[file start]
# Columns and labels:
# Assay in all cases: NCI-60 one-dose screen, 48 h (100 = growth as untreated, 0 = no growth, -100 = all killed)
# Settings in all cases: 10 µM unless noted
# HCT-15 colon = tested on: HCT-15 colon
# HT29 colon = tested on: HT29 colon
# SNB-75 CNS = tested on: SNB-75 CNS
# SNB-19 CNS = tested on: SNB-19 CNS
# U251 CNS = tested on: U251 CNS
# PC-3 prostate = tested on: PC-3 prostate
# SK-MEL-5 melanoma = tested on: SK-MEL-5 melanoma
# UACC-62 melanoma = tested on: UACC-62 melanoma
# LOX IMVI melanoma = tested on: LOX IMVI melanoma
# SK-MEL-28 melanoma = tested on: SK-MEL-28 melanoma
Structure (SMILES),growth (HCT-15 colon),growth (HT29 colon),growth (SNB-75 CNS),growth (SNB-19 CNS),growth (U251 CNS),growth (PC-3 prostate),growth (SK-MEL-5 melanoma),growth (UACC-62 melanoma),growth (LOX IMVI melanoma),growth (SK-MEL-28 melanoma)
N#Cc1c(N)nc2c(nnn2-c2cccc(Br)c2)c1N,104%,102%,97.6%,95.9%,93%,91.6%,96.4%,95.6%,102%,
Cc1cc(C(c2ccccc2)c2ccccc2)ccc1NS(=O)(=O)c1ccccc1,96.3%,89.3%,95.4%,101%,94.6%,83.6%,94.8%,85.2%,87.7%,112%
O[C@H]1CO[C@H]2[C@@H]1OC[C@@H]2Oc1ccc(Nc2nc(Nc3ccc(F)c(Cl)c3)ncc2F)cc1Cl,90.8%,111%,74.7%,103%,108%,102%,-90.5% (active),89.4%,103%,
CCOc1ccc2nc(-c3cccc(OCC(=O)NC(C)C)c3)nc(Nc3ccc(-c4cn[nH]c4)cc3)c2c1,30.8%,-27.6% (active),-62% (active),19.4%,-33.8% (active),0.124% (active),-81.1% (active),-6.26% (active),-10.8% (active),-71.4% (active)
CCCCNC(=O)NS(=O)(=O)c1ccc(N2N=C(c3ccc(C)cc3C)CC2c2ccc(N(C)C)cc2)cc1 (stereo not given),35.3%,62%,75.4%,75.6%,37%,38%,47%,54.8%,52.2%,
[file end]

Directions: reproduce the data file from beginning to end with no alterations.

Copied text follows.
# Columns and labels:
# Assay in all cases: NCI-60 one-dose screen, 48 h (100 = growth as untreated, 0 = no growth, -100 = all killed)
# Settings in all cases: 10 µM unless noted
# HCT-15 colon = tested on: HCT-15 colon
# HT29 colon = tested on: HT29 colon
# SNB-75 CNS = tested on: SNB-75 CNS
# SNB-19 CNS = tested on: SNB-19 CNS
# U251 CNS = tested on: U251 CNS
# PC-3 prostate = tested on: PC-3 prostate
# SK-MEL-5 melanoma = tested on: SK-MEL-5 melanoma
# UACC-62 melanoma = tested on: UACC-62 melanoma
# LOX IMVI melanoma = tested on: LOX IMVI melanoma
# SK-MEL-28 melanoma = tested on: SK-MEL-28 melanoma
Structure (SMILES),growth (HCT-15 colon),growth (HT29 colon),growth (SNB-75 CNS),growth (SNB-19 CNS),growth (U251 CNS),growth (PC-3 prostate),growth (SK-MEL-5 melanoma),growth (UACC-62 melanoma),growth (LOX IMVI melanoma),growth (SK-MEL-28 melanoma)
N#Cc1c(N)nc2c(nnn2-c2cccc(Br)c2)c1N,104%,102%,97.6%,95.9%,93%,91.6%,96.4%,95.6%,102%,
Cc1cc(C(c2ccccc2)c2ccccc2)ccc1NS(=O)(=O)c1ccccc1,96.3%,89.3%,95.4%,101%,94.6%,83.6%,94.8%,85.2%,87.7%,112%
O[C@H]1CO[C@H]2[C@@H]1OC[C@@H]2Oc1ccc(Nc2nc(Nc3ccc(F)c(Cl)c3)ncc2F)cc1Cl,90.8%,111%,74.7%,103%,108%,102%,-90.5% (active),89.4%,103%,
CCOc1ccc2nc(-c3cccc(OCC(=O)NC(C)C)c3)nc(Nc3ccc(-c4cn[nH]c4)cc3)c2c1,30.8%,-27.6% (active),-62% (active),19.4%,-33.8% (active),0.124% (active),-81.1% (active),-6.26% (active),-10.8% (active),-71.4% (active)
CCCCNC(=O)NS(=O)(=O)c1ccc(N2N=C(c3ccc(C)cc3C)CC2c2ccc(N(C)C)cc2)cc1 (stereo not given),35.3%,62%,75.4%,75.6%,37%,38%,47%,54.8%,52.2%,